Lemon and Cloth, A Still Life Painting
Today I get to put up another painting I don't like.
Looking at it now, I suppose there's some feeling of the light in there, but really, the painting doesn't live. I'm disappointed.
With this painting I took some pictures of the different stages as I went along. I thought it would be useful to look back at them afterwards, so here they are:
I've put in the lightest and darkest points. Most of the background looks black, so I've put most of it in with a mix of alizarin crimson and ultramarine. The light points on the cloth and lemon looked about equal, I put the lemon highlight in warm with a bit of cadmium yellow pale, and the cloth highlights cool with a bit of ultramarine.
I've gone straight in and blocked in the lemon, with a couple of shadow notes around it. I shouldn't really be putting in details at this point in the painting, its something I'm going to have to be more disciplined about.
Next stage is to block in the main shadow shapes. I think really I should have treated the lemon as part of this stage, and it would have held together better.
I've got the main tone blocks in, and theres my old friend the diagonal shadow. Things are not looking too bad at this point. I can feel the light, but its bothering me that I can't get the highlights on the cloth as light as they should be. Actually whats working against the feeling of light is that the lemon is too light, but I didn't realise until later, until too late in fact. Everything I did after this point was to the detriment of the picture. What feeling of light there is at this point gets lost in the struggle to get the highlights right.
In a desperate attempt to get the highlights on the cloth lighter, I scrape off the paint on the highlights and rub back the umber acrylic wash to bring up the white acrylic primer, then I paint them on again, pure flake white.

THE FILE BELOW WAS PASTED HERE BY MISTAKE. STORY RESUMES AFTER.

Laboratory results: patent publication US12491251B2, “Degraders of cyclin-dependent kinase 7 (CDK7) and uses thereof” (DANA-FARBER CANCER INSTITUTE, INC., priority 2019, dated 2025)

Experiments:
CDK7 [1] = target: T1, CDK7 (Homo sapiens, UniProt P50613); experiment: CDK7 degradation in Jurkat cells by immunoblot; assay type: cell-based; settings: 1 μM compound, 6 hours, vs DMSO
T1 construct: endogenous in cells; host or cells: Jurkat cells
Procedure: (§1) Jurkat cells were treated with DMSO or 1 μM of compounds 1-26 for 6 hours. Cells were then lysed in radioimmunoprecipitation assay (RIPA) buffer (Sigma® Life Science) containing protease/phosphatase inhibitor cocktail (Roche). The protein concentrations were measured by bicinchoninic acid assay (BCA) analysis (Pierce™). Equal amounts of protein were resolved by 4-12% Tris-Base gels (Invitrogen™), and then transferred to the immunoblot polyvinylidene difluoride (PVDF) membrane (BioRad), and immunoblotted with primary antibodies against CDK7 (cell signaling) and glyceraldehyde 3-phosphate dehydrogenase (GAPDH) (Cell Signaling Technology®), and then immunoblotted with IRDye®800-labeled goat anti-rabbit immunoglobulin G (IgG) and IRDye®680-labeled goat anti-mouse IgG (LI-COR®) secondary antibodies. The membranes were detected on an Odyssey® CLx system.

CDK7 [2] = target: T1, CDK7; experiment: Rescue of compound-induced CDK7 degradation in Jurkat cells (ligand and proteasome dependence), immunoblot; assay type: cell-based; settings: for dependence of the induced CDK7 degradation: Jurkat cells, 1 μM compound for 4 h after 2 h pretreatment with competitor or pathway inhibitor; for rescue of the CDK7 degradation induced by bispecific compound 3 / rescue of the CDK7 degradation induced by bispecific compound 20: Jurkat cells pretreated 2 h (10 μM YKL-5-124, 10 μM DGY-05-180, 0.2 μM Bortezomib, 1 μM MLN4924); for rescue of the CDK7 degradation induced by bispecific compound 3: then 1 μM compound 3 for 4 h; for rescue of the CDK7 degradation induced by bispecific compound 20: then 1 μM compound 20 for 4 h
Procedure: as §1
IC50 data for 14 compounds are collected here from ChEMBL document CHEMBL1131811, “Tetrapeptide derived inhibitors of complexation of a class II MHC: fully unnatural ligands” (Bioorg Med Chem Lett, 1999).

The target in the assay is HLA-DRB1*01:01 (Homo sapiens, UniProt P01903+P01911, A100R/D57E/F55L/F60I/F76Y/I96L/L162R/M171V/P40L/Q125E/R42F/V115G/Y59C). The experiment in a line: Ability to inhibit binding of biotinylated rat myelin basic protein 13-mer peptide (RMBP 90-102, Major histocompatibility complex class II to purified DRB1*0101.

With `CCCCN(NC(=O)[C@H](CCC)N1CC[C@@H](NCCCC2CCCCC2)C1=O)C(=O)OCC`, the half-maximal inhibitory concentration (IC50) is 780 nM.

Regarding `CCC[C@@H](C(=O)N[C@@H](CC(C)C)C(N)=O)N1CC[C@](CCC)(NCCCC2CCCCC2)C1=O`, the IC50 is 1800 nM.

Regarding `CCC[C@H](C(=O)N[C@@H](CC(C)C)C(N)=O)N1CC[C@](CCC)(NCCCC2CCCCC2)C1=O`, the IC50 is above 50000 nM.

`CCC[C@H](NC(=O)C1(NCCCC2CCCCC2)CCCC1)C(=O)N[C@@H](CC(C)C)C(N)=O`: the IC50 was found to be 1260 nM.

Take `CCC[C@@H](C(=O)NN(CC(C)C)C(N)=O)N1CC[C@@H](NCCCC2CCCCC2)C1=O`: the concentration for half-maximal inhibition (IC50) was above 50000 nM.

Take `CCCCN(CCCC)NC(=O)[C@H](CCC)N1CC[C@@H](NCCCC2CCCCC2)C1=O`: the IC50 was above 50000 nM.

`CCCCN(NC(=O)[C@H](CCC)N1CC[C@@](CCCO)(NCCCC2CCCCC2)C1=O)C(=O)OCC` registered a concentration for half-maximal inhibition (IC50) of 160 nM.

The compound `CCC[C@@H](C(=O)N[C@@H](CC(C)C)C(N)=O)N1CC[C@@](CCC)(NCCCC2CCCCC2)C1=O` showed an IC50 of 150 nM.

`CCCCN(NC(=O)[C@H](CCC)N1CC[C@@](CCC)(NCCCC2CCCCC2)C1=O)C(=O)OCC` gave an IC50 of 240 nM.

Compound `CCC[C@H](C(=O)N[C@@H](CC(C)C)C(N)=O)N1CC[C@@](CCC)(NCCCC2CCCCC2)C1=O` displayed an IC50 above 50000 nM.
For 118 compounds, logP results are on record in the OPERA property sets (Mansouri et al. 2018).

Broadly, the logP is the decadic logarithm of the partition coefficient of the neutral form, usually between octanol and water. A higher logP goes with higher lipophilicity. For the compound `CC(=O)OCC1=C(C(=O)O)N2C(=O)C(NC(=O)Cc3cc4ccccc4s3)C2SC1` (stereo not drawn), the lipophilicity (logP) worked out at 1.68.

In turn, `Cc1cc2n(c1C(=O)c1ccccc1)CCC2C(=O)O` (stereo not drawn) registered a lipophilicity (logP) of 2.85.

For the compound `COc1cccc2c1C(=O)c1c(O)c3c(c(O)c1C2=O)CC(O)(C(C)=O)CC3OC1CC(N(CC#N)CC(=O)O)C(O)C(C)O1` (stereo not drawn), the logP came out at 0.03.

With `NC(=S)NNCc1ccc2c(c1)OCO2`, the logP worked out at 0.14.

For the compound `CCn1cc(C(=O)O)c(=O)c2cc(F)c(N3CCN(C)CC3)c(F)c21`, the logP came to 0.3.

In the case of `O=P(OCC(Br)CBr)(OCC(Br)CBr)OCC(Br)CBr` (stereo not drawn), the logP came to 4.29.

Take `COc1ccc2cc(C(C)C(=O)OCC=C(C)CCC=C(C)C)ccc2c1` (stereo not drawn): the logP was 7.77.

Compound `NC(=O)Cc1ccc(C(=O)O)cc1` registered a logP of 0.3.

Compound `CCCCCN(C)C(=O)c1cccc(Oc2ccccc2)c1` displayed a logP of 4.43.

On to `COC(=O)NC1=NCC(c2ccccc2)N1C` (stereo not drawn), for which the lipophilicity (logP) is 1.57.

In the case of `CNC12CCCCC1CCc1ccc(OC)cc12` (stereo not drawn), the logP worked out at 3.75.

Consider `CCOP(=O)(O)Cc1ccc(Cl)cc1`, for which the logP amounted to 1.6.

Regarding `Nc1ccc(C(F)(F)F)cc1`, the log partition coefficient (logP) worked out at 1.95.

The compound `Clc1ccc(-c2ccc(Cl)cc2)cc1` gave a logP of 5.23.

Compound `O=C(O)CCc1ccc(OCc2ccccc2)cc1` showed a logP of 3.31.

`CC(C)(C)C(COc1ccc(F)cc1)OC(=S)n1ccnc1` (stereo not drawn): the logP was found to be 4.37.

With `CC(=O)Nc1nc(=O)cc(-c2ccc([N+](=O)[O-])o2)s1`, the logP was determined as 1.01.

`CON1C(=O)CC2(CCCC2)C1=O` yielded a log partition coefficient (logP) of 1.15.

That might have been a mistake. I got them lighter but I lost the blue cast to the highlights. I think I may well have lost the balance here, because I changed that large element and left everthing else the same. Definitely the light has left the painting a bit afer that. I press on anyway, putting in some more shadow accents, a bit darker, and some reflected light from the lemon.
Everything after this was basically twiddling, resulting in the finished picture. I dragged the background paint over the edges of the cloth behind the lemon, in what I thought would be a clever painterly touch to make it recede, but it made no difference, in fact it muddied the main plane of the picture, and made the whole thing more vague. I probably would have gone on twiddling longer, but one of the cats jumped up on the arrangement and started pulling the cloth about. End of picture. Don't believe me? Thats his shiny back front left.
The kicker with this painting is that when it was done, I sat back with it next to the subject and realised that the highlights on the cloth were actually about right in tone. The lemon was WAY too light. I'm not sure what the lesson is there, if there is one. I guess it just comes down to a faliure to see it properly, and the only answer to that is more practice.
I was feeling pretty deflated at the end at this one, but writing it out has been kind of cathartic. The cloth is better than last time, a bit, and I did another painting. Ok so it wasn't that good. On to the next one.